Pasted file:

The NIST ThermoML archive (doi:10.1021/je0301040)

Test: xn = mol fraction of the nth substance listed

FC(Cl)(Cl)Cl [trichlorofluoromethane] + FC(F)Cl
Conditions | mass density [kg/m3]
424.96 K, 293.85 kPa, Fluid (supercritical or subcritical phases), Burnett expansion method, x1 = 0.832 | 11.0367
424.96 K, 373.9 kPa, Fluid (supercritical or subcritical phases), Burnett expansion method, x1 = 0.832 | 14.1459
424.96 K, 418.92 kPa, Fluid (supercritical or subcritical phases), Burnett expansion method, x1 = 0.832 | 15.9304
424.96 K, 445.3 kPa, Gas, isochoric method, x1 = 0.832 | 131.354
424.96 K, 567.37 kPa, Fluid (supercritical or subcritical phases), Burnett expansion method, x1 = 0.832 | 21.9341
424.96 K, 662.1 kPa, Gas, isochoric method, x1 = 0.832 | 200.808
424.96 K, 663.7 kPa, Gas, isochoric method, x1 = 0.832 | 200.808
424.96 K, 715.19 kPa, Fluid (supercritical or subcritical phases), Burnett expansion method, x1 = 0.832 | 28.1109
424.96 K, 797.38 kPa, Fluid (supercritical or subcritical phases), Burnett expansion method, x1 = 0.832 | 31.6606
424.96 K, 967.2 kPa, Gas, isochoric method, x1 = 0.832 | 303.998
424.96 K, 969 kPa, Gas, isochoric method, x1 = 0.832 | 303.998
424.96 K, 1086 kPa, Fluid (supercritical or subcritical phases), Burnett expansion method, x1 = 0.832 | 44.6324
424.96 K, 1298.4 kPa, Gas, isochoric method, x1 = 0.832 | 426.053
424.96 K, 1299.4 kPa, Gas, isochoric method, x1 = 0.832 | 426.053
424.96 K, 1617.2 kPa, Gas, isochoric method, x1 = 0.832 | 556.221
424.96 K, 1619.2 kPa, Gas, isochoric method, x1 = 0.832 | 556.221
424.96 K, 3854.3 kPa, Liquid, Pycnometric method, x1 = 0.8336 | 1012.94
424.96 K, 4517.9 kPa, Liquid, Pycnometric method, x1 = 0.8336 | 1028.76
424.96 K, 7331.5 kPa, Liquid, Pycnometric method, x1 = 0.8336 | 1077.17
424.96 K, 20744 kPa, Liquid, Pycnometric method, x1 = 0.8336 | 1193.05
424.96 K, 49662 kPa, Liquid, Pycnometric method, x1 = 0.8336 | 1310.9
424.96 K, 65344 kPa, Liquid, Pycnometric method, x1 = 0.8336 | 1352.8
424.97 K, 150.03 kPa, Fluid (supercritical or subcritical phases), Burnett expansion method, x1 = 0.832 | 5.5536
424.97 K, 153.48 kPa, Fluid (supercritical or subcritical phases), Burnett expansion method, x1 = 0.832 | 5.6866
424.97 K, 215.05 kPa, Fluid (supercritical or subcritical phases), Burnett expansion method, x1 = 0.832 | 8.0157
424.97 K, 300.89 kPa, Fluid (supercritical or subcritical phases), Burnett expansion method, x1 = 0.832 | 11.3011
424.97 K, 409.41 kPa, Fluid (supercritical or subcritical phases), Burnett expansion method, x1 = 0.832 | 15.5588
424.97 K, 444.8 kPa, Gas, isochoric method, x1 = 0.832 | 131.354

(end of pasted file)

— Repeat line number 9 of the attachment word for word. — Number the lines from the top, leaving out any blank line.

424.96 K, 567.37 kPa, Fluid (supercritical or subcritical phases), Burnett expansion method, x1 = 0.832 | 21.9341